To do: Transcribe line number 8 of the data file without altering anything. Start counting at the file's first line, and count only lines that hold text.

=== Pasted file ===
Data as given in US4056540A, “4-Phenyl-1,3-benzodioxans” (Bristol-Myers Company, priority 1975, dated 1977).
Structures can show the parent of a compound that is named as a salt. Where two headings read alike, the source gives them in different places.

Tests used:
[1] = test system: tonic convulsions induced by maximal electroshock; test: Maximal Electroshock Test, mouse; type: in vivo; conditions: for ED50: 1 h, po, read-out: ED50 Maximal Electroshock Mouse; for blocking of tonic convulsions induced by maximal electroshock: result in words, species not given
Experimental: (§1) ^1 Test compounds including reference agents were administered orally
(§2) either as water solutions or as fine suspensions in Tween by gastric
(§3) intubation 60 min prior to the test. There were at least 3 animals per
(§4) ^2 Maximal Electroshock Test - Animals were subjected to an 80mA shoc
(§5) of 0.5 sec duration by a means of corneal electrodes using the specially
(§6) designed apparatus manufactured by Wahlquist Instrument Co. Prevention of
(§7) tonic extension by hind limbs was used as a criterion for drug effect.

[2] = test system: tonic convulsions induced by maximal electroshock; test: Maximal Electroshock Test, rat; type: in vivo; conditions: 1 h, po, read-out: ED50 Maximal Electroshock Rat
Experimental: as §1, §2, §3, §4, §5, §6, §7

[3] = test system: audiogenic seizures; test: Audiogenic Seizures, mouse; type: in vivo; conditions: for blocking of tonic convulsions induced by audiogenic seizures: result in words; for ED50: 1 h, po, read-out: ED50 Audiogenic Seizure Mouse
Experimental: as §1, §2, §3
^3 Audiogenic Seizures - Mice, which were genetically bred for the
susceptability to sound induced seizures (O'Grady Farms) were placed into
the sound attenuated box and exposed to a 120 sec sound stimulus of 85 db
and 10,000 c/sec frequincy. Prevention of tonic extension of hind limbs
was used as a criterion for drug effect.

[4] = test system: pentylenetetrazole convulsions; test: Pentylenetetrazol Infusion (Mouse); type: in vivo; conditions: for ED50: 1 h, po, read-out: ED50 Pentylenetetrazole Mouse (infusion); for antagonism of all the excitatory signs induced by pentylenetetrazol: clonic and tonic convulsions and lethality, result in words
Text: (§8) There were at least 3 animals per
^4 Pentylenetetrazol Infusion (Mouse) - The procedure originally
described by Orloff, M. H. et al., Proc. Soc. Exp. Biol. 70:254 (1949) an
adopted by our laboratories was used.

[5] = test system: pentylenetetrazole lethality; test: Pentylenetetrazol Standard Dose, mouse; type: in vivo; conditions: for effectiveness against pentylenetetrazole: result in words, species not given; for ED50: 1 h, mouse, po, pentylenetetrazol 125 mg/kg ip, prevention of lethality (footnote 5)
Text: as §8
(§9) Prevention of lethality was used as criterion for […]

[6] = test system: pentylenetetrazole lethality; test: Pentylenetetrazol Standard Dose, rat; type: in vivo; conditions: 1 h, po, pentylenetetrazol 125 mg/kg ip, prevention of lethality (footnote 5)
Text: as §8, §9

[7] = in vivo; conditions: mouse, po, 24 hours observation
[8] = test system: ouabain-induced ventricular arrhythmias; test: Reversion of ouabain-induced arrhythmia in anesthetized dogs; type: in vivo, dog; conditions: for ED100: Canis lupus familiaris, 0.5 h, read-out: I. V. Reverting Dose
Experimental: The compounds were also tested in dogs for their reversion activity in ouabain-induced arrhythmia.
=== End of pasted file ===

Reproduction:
(§4) ^2 Maximal Electroshock Test - Animals were subjected to an 80mA shoc